You’ve heard the advice: Lose 25 pounds. Improve your relationship with your mother. Give up sugar and wrap your ankle behind your head in yoga class. While these are all laudable goals, they’re pretty ambitious. Reaching too high (especially in a pandemic!) can set you up for disappointment, ensuring that any resolutions will be toast. Let’s not go there. There are lots of small, simple things you can do to make a big impact on your overall health and preserve your peace of mind no matter what 2021 looks like. Embrace the expert-backed strategies here and set yourself up for a better year.
Buy a plant.One or two leafy plants will do the trick. “You don’t want to create a jungle, because visual complexity makes us stressed,” says Sally Augustin, Ph.D., an environmental psychologist who sets up spaces that support well-being and the principal at Design With Science. But having a couple of plants nearby can alleviate stress, boost mental energy, and help you think more creatively, she says.

Need inspiration? Check out these low-maintenance houseplants.

Paint the room peaceful.
“We’re all home a lot right now and tense for various reasons, and there are so many uncertainties,” says Augustin. Painting a wall just the right shade may help you decompress a bit. “Science shows that colors that are relatively light and not very saturated are relaxing,” she adds, “and a light color makes the space seem a little bigger.” Augustin suggests thinking about a soft color, like sage green, and what it would look like if you mixed it with an equal amount of white. Benjamin Moore’s Pastel Green, Misty Blue, and April Pink are good examples of calming colors.3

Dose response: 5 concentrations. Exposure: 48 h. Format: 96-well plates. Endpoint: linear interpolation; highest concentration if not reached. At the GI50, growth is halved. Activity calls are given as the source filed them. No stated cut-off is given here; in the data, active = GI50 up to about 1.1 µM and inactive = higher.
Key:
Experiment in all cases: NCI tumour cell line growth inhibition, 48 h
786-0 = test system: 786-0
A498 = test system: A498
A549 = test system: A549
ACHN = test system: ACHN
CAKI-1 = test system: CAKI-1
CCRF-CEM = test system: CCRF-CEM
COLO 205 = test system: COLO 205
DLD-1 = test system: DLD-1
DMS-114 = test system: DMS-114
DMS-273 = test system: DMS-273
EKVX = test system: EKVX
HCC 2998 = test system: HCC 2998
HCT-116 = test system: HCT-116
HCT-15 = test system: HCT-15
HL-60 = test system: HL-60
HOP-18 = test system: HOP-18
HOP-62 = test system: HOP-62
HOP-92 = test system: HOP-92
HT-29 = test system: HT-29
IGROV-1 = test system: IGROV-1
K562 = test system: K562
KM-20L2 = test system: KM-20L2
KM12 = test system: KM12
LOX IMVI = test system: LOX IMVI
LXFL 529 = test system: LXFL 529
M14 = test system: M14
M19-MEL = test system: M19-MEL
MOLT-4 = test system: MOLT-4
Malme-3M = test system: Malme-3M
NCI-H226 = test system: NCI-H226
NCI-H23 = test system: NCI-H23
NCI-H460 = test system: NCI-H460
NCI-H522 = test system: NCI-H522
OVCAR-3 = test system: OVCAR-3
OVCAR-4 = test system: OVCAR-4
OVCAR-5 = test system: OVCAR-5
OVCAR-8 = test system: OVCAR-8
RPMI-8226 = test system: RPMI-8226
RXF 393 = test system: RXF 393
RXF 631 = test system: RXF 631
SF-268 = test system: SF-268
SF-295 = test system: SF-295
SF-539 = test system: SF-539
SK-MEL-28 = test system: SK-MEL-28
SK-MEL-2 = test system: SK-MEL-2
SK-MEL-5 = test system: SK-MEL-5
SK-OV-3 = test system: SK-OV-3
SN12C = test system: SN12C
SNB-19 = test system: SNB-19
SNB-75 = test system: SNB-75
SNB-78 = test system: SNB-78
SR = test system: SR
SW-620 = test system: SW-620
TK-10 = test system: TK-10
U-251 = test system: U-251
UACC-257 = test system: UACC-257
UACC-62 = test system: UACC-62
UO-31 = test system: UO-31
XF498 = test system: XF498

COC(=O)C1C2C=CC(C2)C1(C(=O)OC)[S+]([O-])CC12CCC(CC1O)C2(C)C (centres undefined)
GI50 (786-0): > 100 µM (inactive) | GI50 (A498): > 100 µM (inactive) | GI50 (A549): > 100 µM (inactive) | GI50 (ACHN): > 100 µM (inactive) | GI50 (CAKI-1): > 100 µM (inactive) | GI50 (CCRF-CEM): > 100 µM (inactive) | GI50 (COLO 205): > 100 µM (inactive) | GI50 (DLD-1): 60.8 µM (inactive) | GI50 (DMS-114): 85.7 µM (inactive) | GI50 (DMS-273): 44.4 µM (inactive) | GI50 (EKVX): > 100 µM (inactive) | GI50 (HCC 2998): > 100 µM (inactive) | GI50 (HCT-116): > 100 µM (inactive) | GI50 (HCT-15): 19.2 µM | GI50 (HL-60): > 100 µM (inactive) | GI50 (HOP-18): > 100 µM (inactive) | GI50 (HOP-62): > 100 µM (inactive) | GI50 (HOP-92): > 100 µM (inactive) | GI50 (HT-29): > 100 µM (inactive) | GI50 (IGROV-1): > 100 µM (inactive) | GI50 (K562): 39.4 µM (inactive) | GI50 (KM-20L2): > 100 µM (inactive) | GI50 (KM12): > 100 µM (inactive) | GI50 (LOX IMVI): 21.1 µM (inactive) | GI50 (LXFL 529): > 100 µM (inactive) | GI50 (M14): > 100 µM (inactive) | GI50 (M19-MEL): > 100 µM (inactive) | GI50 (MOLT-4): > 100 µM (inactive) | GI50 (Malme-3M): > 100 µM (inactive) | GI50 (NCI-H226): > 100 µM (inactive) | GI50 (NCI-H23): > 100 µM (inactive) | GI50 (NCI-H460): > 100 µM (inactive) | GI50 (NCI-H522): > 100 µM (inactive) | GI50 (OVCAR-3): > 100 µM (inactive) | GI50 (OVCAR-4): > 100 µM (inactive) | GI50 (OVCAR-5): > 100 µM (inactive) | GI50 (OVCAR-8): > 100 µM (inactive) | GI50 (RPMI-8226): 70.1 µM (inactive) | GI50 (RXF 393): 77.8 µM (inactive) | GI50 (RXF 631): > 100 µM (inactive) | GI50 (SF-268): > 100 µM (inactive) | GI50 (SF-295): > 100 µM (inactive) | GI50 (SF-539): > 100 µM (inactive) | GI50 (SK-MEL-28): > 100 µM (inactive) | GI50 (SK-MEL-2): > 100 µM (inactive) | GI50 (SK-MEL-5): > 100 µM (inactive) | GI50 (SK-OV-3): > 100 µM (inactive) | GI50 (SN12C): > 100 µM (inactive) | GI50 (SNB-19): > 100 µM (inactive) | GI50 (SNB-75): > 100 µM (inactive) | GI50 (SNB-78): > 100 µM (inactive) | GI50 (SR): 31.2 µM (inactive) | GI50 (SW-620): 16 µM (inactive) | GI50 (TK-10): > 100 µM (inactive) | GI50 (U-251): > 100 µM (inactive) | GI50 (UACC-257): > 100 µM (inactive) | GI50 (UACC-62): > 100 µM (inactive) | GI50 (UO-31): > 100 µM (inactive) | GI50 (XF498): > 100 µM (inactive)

Go double or nothing on exercise.Find a friend who enjoys the same type of exercise as you do and set a combined goal (such as jogging 600 miles or doing 150 hours of yoga between the two of you), suggests Natalie Dorset, founder of The Laughing Runner coaching in New York City. Each of you is responsible for completing half the goal, and neither of you can claim success unless the other does their share. The key is to hold each other accountable and cheer each other on. Not only will tackling a joint challenge be more fun, but “it can also be a good way to stay connected with a friend,” says Dorset.

Tap into your mood on social media.“Everyone talks aboutlimiting social media, but what I mean is noticing how you feel before and after engaging with it,” says Kati Morton, LMFT, author of Are U OK? “If you feel worse afterward, consider who you’re following or what you’re doing online and make some changes.” You can also delete your account altogether if it’s driving your anxiety through the roof. (Our minds can handle only so many political arguments and images of fake-perfect lives.) If social media leaves you feeling connected and amused, keep scrolling—as long as you are also staying present in your real life.5
Schedule preventive care checkups.Many of us put off doctor’s appointments last year because of the pandemic, but most primary care offices have developed precautions so patients can be safely seen in person, and some offer virtual visits so you can talk to your doc from the comfort of your couch, says Anita Skariah, D.O., a primary care physician at UNC Health. She notes that people with underlying conditions such as hypertension and uncontrolled diabetes may have a harder course with COVID-19. “Aside from masking, social distancing, and frequent handwashing, another line of defense is keeping chronic conditions under good control,” adds Dr. Skariah. “This may prevent our bodies from becoming overwhelmed if we should encounter the COVID-19 virus.”

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